Of course not. Why would a constitutional scholar want to uphold the constitution if he is in the executive office? It's not like we have a pesky 4th amendment or habeas corpus  or anything.
 
2013-06-25 08:44:31 AM  

AnonAmbientLight: I wish I knew why our government is so scared of terrorists. Do the higher ups know some kind of disturbing truth that we dont?

I for one welcome anything that limits the scope and power of legislation like the patriot act simply because is never ok to give up your rights for perceived safety.


Because terrorism is a very, very convenient boogey man that they can use to drum up support for things that people might not otherwise go for. It's a tactic, so it can't every truly be defeated. You can't identify a terrorist right off the bat, so people are always suspicious and fearful and willing to do whatever it takes to protect them from this unseen threat because they believe they're under constant threat.
 
2013-06-25 08:45:32 AM  

AnonAmbientLight: I wish I knew why our government is so scared of terrorists. Do the higher ups know some kind of disturbing truth that we dont?


Terrorists are just an excuse. A few decades ago, they'd be using the fear the Commies to collect information on citizens. They like having that sort of power, and no politician is going to give it up.

The time to fight this shiat was when the PATRIOT act was being discussed. If it had been struck down, that would have been a good starting point to go after the older parts of the surveillance state. But instead, because Americans are cowards, it passed almost unopposed. And now, we have almost no chance of getting RID of any of this garbage.
 
2013-06-25 08:50:33 AM  
"The ol' sh*t barometer's rising, NSA. Your ears will implode from the sh*t pressure."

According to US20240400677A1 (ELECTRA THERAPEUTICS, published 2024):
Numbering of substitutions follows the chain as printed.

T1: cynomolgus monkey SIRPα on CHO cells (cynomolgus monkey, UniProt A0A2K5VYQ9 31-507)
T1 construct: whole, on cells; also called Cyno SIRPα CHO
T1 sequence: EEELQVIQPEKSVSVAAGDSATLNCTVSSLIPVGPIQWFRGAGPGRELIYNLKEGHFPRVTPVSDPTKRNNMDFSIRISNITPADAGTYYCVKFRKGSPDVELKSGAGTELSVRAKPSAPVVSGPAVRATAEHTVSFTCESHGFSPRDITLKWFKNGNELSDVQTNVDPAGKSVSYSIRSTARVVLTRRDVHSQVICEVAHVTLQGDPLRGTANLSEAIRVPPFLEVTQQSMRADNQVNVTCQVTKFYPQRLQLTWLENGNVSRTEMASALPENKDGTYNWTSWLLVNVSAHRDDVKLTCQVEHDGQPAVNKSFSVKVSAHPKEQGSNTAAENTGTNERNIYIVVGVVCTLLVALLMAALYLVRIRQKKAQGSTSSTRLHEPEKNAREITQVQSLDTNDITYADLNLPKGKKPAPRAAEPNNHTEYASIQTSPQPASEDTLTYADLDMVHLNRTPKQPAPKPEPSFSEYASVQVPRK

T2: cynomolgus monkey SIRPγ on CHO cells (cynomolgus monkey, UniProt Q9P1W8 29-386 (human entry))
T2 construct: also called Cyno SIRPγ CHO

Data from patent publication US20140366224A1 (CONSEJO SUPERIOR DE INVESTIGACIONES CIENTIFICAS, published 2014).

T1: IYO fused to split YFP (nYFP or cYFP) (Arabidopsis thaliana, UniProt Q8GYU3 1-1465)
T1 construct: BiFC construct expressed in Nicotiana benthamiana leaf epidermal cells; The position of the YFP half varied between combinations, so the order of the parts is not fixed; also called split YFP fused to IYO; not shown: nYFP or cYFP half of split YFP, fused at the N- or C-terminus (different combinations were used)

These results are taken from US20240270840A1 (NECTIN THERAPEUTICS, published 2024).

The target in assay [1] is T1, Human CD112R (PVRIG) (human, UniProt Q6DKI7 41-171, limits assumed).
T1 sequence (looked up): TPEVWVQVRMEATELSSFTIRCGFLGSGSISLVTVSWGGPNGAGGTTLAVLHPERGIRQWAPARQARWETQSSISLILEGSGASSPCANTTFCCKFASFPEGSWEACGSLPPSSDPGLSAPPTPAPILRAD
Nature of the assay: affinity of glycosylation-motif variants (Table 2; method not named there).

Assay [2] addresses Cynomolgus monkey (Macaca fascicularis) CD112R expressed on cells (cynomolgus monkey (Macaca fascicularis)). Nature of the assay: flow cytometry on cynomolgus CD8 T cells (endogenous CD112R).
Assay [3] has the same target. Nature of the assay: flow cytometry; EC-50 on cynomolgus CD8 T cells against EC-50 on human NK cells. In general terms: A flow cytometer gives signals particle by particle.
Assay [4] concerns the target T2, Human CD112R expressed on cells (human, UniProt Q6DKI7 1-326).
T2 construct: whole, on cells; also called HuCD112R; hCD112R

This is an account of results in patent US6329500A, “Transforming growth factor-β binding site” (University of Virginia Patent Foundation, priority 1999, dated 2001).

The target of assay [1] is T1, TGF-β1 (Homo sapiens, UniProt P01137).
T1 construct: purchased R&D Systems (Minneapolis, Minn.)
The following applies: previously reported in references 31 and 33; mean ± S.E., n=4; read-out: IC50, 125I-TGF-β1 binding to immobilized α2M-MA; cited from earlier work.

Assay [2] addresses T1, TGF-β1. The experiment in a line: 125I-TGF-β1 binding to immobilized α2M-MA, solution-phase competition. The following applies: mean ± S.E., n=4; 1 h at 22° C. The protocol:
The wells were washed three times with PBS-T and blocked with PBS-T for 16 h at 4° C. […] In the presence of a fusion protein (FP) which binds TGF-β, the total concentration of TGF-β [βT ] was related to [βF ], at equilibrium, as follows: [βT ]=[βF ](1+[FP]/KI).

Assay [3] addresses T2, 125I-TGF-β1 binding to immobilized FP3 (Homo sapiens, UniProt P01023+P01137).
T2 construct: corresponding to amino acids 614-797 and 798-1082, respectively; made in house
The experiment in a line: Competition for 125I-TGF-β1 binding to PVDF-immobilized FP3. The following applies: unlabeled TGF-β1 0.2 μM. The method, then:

2013-06-25 08:56:29 AM  

ryant123: "The ol' sh*t barometer's rising, NSA. Your ears will implode from the sh*t pressure."


The Boys see what you did there, Jim.
 
2013-06-25 08:56:30 AM  
farm6.staticflickr.com

// I know he's serious
// still gonna call him Shirley
 
2013-06-25 09:02:57 AM  

LordJiro: The time to fight this shiat was when the PATRIOT act was being discussed. If it had been struck down, that would have been a good starting point to go after the older parts of the surveillance state. But instead, because Americans are cowards, it passed almost unopposed. And now, we have almost no chance of getting RID of any of this garbage.


Russ Feingold was the lone no vote in the Senate on the Patriot Act.  A teabagger took his seat in '10 midterms.

Those times were scary.  Post-9/11, Bush was given a legislative blank check, and the line being parroted even by some Democrats was not to question the President in times of crisis.  I spoke to some friends in Britain about it years later, and they told me that there was a real concern in Europe that we were moving toward fascism - blind nationalism, unchecked Executive power, compliant press and population, etc..
 
2013-06-25 09:05:21 AM  

AnonAmbientLight: I wish I knew why our government is so scared of terrorists. Do the higher ups know some kind of disturbing truth that we dont?

I for one welcome anything that limits the scope and power of legislation like the patriot act simply because is never ok to give up your rights for perceived safety.